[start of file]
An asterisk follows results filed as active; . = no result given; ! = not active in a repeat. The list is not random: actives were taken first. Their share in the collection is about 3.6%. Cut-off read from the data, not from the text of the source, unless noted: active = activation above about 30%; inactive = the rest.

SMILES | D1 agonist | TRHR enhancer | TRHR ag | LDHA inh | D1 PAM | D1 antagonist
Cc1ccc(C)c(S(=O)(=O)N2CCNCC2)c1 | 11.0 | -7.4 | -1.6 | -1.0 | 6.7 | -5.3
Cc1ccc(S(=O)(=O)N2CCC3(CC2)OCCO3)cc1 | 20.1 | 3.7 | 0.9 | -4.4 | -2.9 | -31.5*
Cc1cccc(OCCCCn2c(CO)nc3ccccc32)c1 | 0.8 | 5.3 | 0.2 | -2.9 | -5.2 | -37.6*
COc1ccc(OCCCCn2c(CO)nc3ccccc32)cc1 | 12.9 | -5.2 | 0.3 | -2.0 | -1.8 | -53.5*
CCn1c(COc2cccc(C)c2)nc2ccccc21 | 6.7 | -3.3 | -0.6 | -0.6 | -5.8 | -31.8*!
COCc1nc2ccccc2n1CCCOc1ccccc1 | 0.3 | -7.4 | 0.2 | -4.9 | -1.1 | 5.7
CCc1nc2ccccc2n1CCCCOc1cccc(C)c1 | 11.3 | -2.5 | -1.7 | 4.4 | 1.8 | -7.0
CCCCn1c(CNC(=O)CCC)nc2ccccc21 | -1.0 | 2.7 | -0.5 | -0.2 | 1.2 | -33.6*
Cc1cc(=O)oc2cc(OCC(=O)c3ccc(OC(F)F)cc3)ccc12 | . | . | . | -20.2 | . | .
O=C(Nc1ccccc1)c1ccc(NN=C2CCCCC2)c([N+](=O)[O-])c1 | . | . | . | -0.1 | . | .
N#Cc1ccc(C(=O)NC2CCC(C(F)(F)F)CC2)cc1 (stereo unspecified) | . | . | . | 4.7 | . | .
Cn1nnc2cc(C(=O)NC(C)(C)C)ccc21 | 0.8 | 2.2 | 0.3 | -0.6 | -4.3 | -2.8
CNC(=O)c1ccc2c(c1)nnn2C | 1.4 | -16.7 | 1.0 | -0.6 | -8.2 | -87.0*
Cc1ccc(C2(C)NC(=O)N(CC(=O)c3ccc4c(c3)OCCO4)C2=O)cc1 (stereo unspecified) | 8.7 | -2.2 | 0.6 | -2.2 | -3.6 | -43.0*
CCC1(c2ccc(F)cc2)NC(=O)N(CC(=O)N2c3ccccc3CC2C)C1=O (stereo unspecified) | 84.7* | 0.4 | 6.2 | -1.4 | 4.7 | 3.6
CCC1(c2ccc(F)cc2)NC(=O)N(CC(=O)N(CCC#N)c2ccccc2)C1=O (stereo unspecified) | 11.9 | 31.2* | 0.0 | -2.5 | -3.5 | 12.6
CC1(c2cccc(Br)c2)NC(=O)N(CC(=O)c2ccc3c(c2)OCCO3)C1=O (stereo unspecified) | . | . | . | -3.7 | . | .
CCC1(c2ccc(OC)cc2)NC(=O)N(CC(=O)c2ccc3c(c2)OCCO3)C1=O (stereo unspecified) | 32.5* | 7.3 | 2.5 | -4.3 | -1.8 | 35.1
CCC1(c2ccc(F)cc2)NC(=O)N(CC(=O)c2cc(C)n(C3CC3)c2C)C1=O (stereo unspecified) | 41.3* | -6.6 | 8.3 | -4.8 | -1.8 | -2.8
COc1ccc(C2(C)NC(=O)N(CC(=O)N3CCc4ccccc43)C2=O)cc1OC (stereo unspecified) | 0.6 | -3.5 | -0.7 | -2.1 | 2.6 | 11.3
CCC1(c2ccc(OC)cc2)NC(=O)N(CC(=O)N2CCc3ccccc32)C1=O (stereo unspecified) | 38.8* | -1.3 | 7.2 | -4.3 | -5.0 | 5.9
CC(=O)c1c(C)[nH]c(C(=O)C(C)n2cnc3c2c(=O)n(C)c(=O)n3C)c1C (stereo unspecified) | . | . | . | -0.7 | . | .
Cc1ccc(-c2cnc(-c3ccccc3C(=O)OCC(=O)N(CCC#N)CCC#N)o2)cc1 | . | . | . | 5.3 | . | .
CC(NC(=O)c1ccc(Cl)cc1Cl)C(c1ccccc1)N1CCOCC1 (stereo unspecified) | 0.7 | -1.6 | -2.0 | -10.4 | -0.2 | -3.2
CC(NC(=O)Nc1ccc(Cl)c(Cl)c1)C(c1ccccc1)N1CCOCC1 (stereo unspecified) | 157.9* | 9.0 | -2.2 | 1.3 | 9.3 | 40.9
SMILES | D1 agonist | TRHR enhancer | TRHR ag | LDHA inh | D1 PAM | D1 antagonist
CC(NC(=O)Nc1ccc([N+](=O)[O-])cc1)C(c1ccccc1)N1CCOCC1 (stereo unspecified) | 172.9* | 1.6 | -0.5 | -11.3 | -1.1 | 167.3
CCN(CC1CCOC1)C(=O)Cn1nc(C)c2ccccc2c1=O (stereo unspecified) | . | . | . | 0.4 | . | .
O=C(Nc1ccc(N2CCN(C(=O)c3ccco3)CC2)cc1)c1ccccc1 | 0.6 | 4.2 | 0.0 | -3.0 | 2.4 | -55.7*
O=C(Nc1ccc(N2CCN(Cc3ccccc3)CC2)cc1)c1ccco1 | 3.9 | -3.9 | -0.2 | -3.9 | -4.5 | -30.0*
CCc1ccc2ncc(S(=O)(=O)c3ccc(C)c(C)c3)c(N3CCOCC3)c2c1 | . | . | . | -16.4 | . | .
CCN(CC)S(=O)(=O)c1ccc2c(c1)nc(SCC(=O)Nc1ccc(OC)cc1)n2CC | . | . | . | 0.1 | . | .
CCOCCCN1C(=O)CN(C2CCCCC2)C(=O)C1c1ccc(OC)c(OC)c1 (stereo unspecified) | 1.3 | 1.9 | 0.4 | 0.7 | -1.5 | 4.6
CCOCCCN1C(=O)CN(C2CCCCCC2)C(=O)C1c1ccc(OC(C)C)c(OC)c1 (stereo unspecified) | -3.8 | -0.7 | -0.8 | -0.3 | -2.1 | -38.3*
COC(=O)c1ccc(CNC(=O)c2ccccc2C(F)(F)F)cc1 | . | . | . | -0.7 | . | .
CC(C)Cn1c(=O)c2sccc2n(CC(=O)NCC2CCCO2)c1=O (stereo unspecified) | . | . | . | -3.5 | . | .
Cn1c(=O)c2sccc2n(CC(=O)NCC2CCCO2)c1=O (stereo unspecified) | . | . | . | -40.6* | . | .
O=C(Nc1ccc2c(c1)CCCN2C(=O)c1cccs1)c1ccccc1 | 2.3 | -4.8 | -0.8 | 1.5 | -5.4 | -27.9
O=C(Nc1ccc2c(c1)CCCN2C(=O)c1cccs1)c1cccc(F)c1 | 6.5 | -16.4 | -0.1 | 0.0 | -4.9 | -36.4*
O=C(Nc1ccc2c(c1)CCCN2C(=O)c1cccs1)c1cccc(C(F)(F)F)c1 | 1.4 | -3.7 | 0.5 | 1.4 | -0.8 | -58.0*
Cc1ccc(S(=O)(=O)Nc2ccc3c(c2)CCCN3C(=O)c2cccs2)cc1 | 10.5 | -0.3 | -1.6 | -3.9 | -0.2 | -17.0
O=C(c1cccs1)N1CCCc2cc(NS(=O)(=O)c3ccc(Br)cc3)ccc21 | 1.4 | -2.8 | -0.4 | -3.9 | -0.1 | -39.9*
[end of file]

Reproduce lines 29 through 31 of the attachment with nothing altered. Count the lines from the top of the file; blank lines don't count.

CC(NC(=O)Nc1ccc([N+](=O)[O-])cc1)C(c1ccccc1)N1CCOCC1 (stereo unspecified) | 172.9* | 1.6 | -0.5 | -11.3 | -1.1 | 167.3
CCN(CC1CCOC1)C(=O)Cn1nc(C)c2ccccc2c1=O (stereo unspecified) | . | . | . | 0.4 | . | .
O=C(Nc1ccc(N2CCN(C(=O)c3ccco3)CC2)cc1)c1ccccc1 | 0.6 | 4.2 | 0.0 | -3.0 | 2.4 | -55.7*